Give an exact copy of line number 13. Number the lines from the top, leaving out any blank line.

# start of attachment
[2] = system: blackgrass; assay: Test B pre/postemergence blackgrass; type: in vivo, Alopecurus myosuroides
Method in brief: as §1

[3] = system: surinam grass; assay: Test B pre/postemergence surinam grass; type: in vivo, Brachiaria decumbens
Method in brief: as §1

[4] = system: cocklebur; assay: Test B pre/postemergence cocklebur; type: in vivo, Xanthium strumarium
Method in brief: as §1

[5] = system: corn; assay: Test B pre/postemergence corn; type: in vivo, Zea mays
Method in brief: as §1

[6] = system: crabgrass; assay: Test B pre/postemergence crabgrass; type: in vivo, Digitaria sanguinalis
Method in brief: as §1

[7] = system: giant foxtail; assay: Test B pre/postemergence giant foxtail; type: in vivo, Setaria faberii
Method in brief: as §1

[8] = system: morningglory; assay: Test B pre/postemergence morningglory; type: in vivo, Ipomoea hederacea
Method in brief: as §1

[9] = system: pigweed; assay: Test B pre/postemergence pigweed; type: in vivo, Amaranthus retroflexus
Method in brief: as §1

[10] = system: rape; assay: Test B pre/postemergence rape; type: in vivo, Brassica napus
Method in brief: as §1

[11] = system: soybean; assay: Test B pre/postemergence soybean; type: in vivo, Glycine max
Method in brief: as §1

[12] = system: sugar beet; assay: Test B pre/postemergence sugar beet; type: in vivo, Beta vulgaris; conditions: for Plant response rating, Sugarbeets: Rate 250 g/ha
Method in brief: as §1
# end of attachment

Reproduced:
[8] = system: morningglory; assay: Test B pre/postemergence morningglory; type: in vivo, Ipomoea hederacea